Rackard married (1952) Ailish Pierce of Tinahely, Co. Wicklow; they had one son and two daughters. Convivial, big-hearted and expansive, elegant in dress, and generous to a fault, he had a reckless, roguish edge to his nature. In the early 1950s, in his single-minded pursuit of all-Ireland honours, he joined the Pioneer Total Abstinence Association, and successfully renounced alcohol for several years. On retiring from sport, he resumed drinking heavily, to the serious detriment of his health, and personal and professional lives. Hospitalised on several occasions, his career and finances in ruins, he eventually attained sobriety about 1970 through membership of Alcoholics Anonymous (AA). He spoke publicly about his alcoholism, and became an energetic AA activist, personally assisting many people throughout the country to cope with alcoholism. Ill for two years with cancer, he died 10 April 1976 in St Vincent's Hospital, Dublin, and was buried in Bunclody.
The premier hurling full forward of his era, and one of the several greatest ever, he was chosen on the hurling team of the century in 1984, to mark the centenary of the GAA. His omission from the team of the millennium, selected in 1999, was controversial. The Nicky Rackard cup was launched by the GAA in 2005 as an annual competition for Division Three teams.
Robert (‘Bobbie’) Rackard (1927–96), hurler, was born 6 January 1927 in Killann, the fifth child and third son of Robert and Anastasia Rackard. He was educated at Rathnure national school and Enniscorthy technical school. Resident all his life in Killann, he worked in the family's farming, shopkeeping, and haulage businesses, which eventually he inherited and expanded. He played inter-county hurling for Wexford for thirteen seasons (1945–57). Initially a centre back, during the 1955 provincial championships he moved to right corner back, switching positions with brother Billy. Tall, raw-boned, and rangy, he lacked great speed, but was deceptively nimble for a man of his size, with terrific reflexes. A non-drinker and non-smoker, he was a fitness fanatic, who as a young man practised bodybuilding exercises to develop remarkable strength in the arms and shoulders. Customarily playing in a trademark peaked cap, he was skilled at cleanly dispossessing opponents with the stick, creating room with powerful shoulder and hip charges, and lashing monstrous clearances upfield with minimal space.
Though less charismatic than Nicky, and playing in less glamorous positions, he is rated by many as Nicky's equal, if not superior, in commanding the skills requisite to his position. Appearing on most of Wexford's successful teams of the 1950s, he won four provincial championships, two all-Ireland medals, one league title, and one oireachtas title. He played on four Leinster sides that lost Railway cup finals, and on the 1956 winning side, and won four county senior club championships with Rathnure. He missed a year's competition (1953–4) recuperating from surgery for a blood clot after suffering a blow to the nose in the 1953 Railway cup final. His performance in the 1954 all-Ireland defeat to Cork is widely regarded as the greatest ever by a defender in a MacCarthy cup final. Moved to full back early in the second half to replace the injured Nick O'Donnell, he continually hurtled back Cork's relentless attacks by winning balls and making long clearances under intense pressure. Two years later, at the final whistle of the thrilling 1956 all-Ireland victory over Cork, Bobbie and Nick O'Donnell famously hoisted Christy Ring shoulder high and carried him off the pitch in tribute.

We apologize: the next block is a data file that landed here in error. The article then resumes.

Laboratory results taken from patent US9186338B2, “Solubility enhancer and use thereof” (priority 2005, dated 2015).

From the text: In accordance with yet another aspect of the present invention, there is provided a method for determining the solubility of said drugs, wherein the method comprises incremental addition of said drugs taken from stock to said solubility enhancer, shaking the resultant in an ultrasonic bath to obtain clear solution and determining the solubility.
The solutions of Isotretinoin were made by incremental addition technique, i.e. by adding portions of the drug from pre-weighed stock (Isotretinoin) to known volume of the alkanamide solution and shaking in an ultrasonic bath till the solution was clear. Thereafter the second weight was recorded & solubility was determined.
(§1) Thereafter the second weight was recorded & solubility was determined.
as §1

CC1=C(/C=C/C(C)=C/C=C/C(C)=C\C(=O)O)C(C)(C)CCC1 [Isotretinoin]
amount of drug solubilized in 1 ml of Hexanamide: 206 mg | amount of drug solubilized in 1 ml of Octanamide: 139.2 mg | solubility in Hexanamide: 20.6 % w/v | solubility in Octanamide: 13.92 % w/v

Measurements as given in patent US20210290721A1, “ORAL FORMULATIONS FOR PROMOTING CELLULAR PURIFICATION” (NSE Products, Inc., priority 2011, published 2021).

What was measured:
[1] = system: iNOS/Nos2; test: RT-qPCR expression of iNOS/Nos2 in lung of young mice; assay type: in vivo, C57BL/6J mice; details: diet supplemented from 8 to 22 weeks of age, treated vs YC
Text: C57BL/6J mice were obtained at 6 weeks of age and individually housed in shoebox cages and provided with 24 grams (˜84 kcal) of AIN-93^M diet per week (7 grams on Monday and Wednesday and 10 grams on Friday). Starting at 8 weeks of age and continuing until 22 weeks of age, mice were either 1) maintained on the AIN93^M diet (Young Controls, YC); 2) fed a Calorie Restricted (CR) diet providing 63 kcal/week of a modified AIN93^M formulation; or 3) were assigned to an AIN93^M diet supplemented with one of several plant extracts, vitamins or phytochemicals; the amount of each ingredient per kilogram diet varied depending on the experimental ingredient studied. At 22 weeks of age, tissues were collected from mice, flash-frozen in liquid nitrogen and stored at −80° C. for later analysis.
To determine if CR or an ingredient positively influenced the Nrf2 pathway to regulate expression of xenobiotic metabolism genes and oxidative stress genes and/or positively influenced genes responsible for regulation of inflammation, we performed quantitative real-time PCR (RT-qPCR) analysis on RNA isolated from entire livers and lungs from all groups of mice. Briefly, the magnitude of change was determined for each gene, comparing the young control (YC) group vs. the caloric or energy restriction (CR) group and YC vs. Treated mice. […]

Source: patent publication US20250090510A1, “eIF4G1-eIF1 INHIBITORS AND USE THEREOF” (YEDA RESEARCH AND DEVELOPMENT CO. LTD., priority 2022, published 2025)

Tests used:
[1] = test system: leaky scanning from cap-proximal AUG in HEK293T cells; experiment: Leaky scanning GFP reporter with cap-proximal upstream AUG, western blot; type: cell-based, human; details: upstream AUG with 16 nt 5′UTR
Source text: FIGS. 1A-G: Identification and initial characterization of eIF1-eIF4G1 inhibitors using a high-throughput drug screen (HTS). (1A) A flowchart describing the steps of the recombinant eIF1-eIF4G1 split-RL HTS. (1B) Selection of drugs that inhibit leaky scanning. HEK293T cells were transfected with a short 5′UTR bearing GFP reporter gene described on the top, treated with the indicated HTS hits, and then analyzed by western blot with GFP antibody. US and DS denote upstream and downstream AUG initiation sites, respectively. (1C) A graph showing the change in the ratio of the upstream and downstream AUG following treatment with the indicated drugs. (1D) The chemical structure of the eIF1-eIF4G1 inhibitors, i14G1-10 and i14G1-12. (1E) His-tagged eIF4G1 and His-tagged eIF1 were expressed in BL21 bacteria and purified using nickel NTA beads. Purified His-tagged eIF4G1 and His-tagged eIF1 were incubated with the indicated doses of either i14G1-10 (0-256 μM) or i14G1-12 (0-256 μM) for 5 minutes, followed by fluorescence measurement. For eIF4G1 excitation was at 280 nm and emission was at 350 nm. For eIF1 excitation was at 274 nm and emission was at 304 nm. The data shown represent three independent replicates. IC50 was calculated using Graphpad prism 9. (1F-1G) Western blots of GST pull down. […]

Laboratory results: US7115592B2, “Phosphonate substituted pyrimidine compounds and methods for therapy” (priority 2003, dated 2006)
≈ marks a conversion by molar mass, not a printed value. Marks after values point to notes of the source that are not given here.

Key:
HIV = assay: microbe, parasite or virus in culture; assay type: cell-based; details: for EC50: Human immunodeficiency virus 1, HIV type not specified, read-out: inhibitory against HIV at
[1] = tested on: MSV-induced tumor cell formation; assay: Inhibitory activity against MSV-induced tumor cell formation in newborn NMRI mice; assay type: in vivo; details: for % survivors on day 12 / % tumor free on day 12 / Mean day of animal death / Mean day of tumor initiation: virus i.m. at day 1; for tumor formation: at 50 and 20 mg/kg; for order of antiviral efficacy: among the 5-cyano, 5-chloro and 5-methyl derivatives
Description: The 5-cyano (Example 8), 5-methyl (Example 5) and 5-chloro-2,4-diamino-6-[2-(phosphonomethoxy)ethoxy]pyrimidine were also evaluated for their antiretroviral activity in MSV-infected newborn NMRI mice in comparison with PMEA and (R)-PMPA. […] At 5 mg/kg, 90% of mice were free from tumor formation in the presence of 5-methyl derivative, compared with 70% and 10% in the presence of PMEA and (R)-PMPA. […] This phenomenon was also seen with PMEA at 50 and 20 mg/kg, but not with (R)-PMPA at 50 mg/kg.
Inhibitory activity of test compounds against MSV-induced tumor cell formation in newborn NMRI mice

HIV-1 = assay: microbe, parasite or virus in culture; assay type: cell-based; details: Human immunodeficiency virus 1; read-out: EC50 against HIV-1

Bobbie Rackard retired from inter-county hurling in 1957 after suffering a severe ankle injury in a farm accident with a mowing bar, but returned to play club football, appearing at full forward on Rathnure's county club championship side of 1961. Described as ‘the Christy Ring of defenders’ (People, 23 Oct. 1996), he was named at right corner back to the hurling team of the century (1984), sharing with Nicky a unique family double honour. He was the only one of the Rackard brothers named to the team of the millennium (1999). A quiet, modest man, he shared the family love of horses, but preferred the chase to racing, riding with Bree Hounds. He married (1954) Betty Ronan, from New Ross, Co. Wexford; they had three sons and four daughters. He died 19 October 1996 at the Blackrock Clinic, Co. Dublin, from double pulmonary infections incurred after major heart surgery, and was buried in Rathnure.
William (‘Billy’) Rackard (1930–2009), the seventh child and youngest son of Robert and Anastasia Rackard, overcame a sickly childhood and youth (which interrupted his schooling) to play senior inter-county hurling for Wexford (1950–64), lining out successively at wing back, corner back, and centre back. Lacking his brothers’ legendary strength, he relied on speed to beat opponents, and perfected the practice (characteristic of the Wexford teams) of hand catching the dropping ball. Surpassing his brothers in inter-county and inter-provincial honours, he won six Leinster championships, a second league title (1958), and a third all-Ireland medal (1960). He captained the Wexford side that lost the 1962 all-Ireland final (in which he continued playing after suffering a broken hand), and won four Railway cup medals with Leinster (1954, 1956, 1962, 1964). He was named sports star of the year in 1955. After apprenticing as a draper in Enniscorthy, and working in Clery's department store, Dublin, he opened a gentleman's outfitters business in Wexford town in 1952, and later a furniture shop. He wrote an engaging personal and family memoir, No hurling at the dairy door (1996).
The fourth hurling brother, James (‘Jimmy’) Rackard, was regarded in youth as the most highly skilled hurler of the family, but lacked determination and physique. He played centre forward and goal for Rathnure and Wexford at senior level, selected at the former position in the 1951 provincial final, and as a substitute in that year's all-Ireland final.